Axisymmetric Tornado Simulations at High Reynolds Number

AMS Citation:
Rotunno, R., G. H. Bryan, D. S. Nolan, and N. A. Dahl, 2016: Axisymmetric Tornado Simulations at High Reynolds Number. Journal of the Atmospheric Sciences, 73, 3843-3854, doi:10.1175/JAS-D-16-0038.1.
Date:2016-10-01
Resource Type:article
Title:Axisymmetric Tornado Simulations at High Reynolds Number
Abstract: This study is the first in a series that investigates the effects of turbulence in the boundary layer of a tornado vortex. In this part, axisymmetric simulations with constant viscosity are used to explore the relationships between vortex structure, intensity, and unsteadiness as functions of diffusion (measured by a Reynolds number Re-r) and rotation (measured by a swirl ratio S-r). A deep upper-level damping zone is used to prevent upper-level disturbances from affecting the low-level vortex. The damping zone is most effective when it overlaps with the specified convective forcing, causing a reduction to the effective convective velocity scale W-e. With this damping in place, the tornado-vortex boundary layer shows no sign of unsteadiness for a wide range of parameters, suggesting that turbulence in the tornado boundary layer is inherently a three-dimensional phenomenon. For high Re-r, the most intense vortices have maximum mean tangential winds well in excess of W-e, and maximum mean vertical velocity exceeds 3 times W-e. In parameter space, the most intense vortices fall along a line that follows S-r similar to Re-r(-1/3), in agreement with previous analytical predictions by Fiedler and Rotunno. These results are used to inform the design of three-dimensional large-eddy simulations in subsequent papers.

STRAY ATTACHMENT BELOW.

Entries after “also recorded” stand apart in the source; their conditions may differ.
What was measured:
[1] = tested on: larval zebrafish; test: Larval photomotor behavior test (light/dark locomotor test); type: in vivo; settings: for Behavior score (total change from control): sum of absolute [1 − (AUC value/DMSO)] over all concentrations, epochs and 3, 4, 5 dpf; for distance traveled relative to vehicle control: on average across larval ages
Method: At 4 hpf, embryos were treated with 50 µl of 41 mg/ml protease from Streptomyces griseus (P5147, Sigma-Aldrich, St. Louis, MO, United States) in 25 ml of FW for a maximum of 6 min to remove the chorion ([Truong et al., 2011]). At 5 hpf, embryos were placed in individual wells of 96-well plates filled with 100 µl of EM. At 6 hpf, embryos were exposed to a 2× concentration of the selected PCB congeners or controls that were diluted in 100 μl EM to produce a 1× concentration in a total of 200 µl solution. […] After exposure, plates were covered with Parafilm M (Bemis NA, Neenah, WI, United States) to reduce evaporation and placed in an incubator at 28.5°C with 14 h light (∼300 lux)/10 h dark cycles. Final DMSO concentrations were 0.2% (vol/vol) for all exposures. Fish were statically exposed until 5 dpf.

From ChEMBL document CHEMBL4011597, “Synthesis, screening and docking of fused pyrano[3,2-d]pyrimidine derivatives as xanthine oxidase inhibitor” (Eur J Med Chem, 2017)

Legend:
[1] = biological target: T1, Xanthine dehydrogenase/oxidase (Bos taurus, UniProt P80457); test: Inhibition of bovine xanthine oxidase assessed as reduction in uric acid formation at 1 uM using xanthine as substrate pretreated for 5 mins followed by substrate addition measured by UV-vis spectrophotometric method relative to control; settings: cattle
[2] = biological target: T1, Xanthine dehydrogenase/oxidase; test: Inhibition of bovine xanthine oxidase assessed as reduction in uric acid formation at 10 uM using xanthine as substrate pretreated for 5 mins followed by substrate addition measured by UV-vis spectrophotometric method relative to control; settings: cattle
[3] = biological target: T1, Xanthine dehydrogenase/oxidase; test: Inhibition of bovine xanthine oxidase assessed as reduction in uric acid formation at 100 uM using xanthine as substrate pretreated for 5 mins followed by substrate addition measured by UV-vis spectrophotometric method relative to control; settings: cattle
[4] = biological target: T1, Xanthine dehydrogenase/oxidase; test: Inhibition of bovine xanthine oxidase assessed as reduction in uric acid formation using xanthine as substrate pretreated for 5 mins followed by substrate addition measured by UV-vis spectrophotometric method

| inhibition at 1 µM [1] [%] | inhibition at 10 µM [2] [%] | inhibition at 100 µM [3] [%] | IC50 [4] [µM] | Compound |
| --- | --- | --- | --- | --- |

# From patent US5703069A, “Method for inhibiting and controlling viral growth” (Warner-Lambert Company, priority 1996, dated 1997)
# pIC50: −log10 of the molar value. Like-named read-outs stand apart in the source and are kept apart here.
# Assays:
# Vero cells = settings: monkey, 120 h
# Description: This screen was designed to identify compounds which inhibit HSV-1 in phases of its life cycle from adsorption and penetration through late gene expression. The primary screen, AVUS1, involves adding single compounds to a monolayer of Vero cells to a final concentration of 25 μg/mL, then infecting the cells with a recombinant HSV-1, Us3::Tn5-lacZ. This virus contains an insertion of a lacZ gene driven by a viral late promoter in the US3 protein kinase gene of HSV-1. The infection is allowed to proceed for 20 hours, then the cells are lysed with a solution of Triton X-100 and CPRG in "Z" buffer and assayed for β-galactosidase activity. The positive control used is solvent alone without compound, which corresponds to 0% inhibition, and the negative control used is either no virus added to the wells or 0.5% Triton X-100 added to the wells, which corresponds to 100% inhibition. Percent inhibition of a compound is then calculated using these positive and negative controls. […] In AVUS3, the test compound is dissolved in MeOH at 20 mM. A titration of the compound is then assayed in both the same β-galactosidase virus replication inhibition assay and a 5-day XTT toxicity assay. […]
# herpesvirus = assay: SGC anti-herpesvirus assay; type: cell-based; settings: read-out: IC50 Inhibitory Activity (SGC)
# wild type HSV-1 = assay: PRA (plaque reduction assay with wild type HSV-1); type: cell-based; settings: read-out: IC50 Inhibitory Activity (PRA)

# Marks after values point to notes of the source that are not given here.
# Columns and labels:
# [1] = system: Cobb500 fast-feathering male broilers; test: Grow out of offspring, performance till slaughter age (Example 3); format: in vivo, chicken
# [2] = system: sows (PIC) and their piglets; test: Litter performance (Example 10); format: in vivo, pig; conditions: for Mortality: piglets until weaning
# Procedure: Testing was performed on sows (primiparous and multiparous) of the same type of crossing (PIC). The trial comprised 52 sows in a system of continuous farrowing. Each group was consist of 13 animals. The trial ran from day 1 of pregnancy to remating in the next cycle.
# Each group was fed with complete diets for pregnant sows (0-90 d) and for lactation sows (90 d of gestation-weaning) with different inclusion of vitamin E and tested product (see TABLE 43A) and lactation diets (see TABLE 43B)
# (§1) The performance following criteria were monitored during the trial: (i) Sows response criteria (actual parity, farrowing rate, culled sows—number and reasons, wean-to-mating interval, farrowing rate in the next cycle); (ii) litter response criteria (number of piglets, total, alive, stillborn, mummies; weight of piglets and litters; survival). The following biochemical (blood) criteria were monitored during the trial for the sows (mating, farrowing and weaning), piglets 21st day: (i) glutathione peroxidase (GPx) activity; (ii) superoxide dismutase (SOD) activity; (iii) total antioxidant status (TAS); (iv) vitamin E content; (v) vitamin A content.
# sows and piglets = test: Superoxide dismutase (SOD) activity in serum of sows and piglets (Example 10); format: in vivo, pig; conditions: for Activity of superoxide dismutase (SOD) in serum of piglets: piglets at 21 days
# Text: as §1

Peer Review:Refereed
Copyright Information:Copyright 2016 American Meteorological Society (AMS). Permission to use figures, tables, and brief excerpts from this work in scientific and educational works is hereby granted provided that the source is acknowledged. Any use of material in this work that is determined to be "fair use" under Section 107 or that satisfies the conditions specified in Section 108 of the U.S. Copyright Law (17 USC, as revised by P.L. 94-553) does not require the Society's permission. Republication, systematic reproduction, posting in electronic form on servers, or other uses of this material, except as exempted by the above statements, requires written permission or license from the AMS. Additional details are provided in the AMS Copyright Policies, available from the AMS at 617-227-2425 or amspubs@ametsoc.org. Permission to place a copy of this work on this server has been provided by the AMS. The AMS does not guarantee that the copy provided here is an accurate copy of the published work.
OpenSky citable URL: ark:/85065/d7hm5b4t
Publisher's Version: 10.1175/JAS-D-16-0038.1
Author(s):
  • Richard Rotunno - NCAR/UCAR
  • George H. Bryan - NCAR/UCAR
  • David S. Nolan
  • Nathan A. Dahl
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